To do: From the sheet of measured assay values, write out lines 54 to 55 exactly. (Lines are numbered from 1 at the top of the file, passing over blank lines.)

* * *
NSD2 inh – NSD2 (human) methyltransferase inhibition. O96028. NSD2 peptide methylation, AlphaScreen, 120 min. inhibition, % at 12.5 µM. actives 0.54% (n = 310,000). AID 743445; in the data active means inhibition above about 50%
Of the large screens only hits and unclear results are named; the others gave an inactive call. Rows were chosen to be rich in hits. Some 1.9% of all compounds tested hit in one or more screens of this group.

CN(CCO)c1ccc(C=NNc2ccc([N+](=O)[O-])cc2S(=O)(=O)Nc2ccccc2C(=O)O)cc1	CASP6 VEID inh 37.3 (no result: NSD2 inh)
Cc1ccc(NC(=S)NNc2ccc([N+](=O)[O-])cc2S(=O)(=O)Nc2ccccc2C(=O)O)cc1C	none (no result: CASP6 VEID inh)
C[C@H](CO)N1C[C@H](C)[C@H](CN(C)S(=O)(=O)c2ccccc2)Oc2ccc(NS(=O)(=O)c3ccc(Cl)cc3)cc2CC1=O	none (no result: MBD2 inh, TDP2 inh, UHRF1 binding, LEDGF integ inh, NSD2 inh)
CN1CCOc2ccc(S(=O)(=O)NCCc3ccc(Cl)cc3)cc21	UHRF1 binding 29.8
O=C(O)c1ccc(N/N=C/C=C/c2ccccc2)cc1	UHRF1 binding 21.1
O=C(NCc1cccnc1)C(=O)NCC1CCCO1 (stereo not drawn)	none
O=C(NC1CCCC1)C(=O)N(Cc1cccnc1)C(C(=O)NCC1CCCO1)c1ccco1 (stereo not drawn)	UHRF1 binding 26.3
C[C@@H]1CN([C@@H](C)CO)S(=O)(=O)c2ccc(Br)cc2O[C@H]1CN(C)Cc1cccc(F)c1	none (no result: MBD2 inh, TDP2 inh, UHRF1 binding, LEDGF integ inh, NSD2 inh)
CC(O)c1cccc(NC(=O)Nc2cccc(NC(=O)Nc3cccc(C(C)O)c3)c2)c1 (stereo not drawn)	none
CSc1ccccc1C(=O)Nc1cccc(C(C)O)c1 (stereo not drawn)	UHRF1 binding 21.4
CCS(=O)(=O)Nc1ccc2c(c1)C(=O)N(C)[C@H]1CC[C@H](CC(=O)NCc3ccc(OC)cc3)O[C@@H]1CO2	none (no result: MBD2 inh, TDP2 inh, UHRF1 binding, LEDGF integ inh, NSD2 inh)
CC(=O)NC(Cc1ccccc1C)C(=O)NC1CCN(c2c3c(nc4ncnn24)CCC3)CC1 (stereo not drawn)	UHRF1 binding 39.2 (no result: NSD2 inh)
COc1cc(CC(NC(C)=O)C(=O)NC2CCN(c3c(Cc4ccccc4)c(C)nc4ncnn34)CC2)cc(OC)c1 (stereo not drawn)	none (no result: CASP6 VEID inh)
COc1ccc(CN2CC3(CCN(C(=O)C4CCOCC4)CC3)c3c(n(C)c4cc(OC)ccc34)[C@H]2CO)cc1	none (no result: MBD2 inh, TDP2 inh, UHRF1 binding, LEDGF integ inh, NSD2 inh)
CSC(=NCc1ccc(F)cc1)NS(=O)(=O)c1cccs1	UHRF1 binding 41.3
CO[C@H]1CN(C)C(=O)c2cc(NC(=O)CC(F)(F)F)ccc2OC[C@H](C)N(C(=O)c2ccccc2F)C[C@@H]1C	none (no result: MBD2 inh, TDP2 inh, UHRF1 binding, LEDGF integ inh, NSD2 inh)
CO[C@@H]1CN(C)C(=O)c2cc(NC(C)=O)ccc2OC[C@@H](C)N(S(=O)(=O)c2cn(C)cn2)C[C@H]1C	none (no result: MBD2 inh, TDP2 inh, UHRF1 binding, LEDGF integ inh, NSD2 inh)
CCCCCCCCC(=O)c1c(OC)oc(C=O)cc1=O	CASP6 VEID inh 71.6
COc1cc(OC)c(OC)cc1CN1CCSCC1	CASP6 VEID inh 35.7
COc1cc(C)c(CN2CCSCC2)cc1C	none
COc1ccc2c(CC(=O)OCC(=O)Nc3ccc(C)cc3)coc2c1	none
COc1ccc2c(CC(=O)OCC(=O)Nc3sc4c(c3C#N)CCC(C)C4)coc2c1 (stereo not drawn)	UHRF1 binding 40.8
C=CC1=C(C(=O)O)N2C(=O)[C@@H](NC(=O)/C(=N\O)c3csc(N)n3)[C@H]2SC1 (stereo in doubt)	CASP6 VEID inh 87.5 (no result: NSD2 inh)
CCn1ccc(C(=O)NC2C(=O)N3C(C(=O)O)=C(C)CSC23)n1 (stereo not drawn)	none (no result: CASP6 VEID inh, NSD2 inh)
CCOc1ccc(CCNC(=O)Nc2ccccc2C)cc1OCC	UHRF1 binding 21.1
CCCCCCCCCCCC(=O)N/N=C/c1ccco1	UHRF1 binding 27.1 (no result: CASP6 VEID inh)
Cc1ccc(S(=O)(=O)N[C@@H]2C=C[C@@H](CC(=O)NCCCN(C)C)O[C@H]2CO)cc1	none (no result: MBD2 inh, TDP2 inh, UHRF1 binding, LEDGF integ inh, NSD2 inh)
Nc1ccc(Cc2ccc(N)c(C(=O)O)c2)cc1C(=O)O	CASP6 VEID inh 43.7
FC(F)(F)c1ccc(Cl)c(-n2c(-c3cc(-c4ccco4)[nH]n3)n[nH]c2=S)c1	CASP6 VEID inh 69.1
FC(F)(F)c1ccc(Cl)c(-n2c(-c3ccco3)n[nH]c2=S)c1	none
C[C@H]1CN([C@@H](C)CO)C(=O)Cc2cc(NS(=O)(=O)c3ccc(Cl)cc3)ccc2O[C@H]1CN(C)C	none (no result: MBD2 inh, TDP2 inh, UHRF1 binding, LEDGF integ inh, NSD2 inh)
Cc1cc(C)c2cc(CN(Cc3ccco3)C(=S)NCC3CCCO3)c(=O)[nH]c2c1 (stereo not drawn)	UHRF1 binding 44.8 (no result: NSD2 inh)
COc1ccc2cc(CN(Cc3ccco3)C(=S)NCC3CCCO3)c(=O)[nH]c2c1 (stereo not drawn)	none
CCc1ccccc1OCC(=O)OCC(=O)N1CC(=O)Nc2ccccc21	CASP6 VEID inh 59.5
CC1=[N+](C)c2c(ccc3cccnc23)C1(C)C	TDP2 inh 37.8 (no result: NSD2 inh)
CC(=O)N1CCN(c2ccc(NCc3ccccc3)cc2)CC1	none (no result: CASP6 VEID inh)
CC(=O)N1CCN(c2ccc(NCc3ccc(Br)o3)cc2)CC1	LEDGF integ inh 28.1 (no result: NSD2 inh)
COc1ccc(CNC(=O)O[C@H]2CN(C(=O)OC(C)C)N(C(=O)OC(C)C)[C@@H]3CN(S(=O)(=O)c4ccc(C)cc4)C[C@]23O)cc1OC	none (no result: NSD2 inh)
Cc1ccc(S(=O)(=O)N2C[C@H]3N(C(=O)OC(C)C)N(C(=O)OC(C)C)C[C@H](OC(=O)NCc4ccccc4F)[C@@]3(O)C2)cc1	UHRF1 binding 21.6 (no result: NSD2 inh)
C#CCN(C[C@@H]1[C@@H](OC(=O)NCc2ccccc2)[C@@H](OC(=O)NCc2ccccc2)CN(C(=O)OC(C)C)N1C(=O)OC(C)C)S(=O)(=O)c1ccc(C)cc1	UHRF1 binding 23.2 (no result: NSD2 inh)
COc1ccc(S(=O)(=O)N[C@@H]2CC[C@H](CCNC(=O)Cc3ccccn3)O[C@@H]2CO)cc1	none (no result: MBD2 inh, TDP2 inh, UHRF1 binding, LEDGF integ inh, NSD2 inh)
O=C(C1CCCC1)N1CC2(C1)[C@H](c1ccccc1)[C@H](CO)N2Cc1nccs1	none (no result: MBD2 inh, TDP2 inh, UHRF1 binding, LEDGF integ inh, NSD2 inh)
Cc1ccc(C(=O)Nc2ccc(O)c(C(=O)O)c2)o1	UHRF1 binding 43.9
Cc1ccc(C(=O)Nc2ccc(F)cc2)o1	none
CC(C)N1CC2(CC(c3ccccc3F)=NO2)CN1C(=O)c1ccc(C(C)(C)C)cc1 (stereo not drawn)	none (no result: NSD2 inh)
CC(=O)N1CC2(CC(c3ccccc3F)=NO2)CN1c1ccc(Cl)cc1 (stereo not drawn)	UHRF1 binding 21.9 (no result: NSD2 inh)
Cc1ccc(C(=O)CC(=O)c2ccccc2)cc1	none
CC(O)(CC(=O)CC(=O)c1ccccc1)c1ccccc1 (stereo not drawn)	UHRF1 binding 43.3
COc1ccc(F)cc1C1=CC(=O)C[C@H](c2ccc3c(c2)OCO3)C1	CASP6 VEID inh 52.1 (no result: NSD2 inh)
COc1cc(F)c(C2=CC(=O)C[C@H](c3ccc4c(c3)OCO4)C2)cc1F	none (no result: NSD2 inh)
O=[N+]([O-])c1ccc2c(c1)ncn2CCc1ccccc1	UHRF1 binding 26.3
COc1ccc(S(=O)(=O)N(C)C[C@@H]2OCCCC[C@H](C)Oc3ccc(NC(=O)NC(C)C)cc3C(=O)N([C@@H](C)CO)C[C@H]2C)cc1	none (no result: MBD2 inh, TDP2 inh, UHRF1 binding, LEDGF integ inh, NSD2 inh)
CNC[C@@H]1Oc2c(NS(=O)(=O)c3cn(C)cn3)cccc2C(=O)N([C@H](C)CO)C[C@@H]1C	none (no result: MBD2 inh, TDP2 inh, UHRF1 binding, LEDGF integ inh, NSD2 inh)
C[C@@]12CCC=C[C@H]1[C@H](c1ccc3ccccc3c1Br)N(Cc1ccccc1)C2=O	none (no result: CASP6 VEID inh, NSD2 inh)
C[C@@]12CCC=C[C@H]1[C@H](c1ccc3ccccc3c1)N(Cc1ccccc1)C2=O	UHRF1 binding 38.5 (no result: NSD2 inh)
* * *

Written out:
COc1ccc(S(=O)(=O)N(C)C[C@@H]2OCCCC[C@H](C)Oc3ccc(NC(=O)NC(C)C)cc3C(=O)N([C@@H](C)CO)C[C@H]2C)cc1	none (no result: MBD2 inh, TDP2 inh, UHRF1 binding, LEDGF integ inh, NSD2 inh)
CNC[C@@H]1Oc2c(NS(=O)(=O)c3cn(C)cn3)cccc2C(=O)N([C@H](C)CO)C[C@@H]1C	none (no result: MBD2 inh, TDP2 inh, UHRF1 binding, LEDGF integ inh, NSD2 inh)